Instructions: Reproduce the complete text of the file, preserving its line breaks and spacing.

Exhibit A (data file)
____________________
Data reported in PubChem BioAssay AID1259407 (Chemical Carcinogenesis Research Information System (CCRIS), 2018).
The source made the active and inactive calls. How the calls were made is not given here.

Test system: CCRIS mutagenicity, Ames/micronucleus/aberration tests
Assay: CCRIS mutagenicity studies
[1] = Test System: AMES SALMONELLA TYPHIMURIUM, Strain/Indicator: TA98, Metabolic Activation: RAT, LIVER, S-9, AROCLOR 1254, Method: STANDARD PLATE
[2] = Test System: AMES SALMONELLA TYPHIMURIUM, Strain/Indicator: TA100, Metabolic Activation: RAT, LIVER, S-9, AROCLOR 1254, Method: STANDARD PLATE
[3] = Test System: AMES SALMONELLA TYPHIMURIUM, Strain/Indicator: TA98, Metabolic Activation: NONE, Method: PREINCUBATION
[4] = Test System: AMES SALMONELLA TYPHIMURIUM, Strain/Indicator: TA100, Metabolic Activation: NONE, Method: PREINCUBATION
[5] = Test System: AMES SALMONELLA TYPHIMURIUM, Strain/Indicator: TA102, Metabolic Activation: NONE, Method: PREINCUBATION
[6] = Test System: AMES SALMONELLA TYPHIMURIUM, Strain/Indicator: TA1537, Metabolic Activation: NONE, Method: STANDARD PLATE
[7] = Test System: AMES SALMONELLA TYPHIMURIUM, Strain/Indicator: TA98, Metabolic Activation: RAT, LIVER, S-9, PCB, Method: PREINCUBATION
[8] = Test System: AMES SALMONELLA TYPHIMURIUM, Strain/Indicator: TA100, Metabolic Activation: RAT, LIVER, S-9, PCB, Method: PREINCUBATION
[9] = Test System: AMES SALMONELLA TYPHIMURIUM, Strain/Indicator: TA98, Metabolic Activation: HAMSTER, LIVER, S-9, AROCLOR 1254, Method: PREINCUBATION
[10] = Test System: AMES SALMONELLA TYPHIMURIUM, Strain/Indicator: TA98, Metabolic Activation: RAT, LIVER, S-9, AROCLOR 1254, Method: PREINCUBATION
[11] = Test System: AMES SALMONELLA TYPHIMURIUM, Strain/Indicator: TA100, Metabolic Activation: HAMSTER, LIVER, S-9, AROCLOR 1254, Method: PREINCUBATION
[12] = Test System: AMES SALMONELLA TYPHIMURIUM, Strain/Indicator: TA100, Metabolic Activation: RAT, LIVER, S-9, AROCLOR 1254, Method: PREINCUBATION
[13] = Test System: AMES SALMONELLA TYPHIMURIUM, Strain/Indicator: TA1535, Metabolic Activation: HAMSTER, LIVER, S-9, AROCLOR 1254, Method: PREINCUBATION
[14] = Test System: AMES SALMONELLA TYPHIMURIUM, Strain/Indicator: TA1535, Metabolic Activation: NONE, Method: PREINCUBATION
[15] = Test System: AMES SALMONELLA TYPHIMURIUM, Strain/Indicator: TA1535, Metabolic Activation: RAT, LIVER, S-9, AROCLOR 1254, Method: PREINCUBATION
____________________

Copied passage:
Data reported in PubChem BioAssay AID1259407 (Chemical Carcinogenesis Research Information System (CCRIS), 2018).
The source made the active and inactive calls. How the calls were made is not given here.

Test system: CCRIS mutagenicity, Ames/micronucleus/aberration tests
Assay: CCRIS mutagenicity studies
[1] = Test System: AMES SALMONELLA TYPHIMURIUM, Strain/Indicator: TA98, Metabolic Activation: RAT, LIVER, S-9, AROCLOR 1254, Method: STANDARD PLATE
[2] = Test System: AMES SALMONELLA TYPHIMURIUM, Strain/Indicator: TA100, Metabolic Activation: RAT, LIVER, S-9, AROCLOR 1254, Method: STANDARD PLATE
[3] = Test System: AMES SALMONELLA TYPHIMURIUM, Strain/Indicator: TA98, Metabolic Activation: NONE, Method: PREINCUBATION
[4] = Test System: AMES SALMONELLA TYPHIMURIUM, Strain/Indicator: TA100, Metabolic Activation: NONE, Method: PREINCUBATION
[5] = Test System: AMES SALMONELLA TYPHIMURIUM, Strain/Indicator: TA102, Metabolic Activation: NONE, Method: PREINCUBATION
[6] = Test System: AMES SALMONELLA TYPHIMURIUM, Strain/Indicator: TA1537, Metabolic Activation: NONE, Method: STANDARD PLATE
[7] = Test System: AMES SALMONELLA TYPHIMURIUM, Strain/Indicator: TA98, Metabolic Activation: RAT, LIVER, S-9, PCB, Method: PREINCUBATION
[8] = Test System: AMES SALMONELLA TYPHIMURIUM, Strain/Indicator: TA100, Metabolic Activation: RAT, LIVER, S-9, PCB, Method: PREINCUBATION
[9] = Test System: AMES SALMONELLA TYPHIMURIUM, Strain/Indicator: TA98, Metabolic Activation: HAMSTER, LIVER, S-9, AROCLOR 1254, Method: PREINCUBATION
[10] = Test System: AMES SALMONELLA TYPHIMURIUM, Strain/Indicator: TA98, Metabolic Activation: RAT, LIVER, S-9, AROCLOR 1254, Method: PREINCUBATION
[11] = Test System: AMES SALMONELLA TYPHIMURIUM, Strain/Indicator: TA100, Metabolic Activation: HAMSTER, LIVER, S-9, AROCLOR 1254, Method: PREINCUBATION
[12] = Test System: AMES SALMONELLA TYPHIMURIUM, Strain/Indicator: TA100, Metabolic Activation: RAT, LIVER, S-9, AROCLOR 1254, Method: PREINCUBATION
[13] = Test System: AMES SALMONELLA TYPHIMURIUM, Strain/Indicator: TA1535, Metabolic Activation: HAMSTER, LIVER, S-9, AROCLOR 1254, Method: PREINCUBATION
[14] = Test System: AMES SALMONELLA TYPHIMURIUM, Strain/Indicator: TA1535, Metabolic Activation: NONE, Method: PREINCUBATION
[15] = Test System: AMES SALMONELLA TYPHIMURIUM, Strain/Indicator: TA1535, Metabolic Activation: RAT, LIVER, S-9, AROCLOR 1254, Method: PREINCUBATION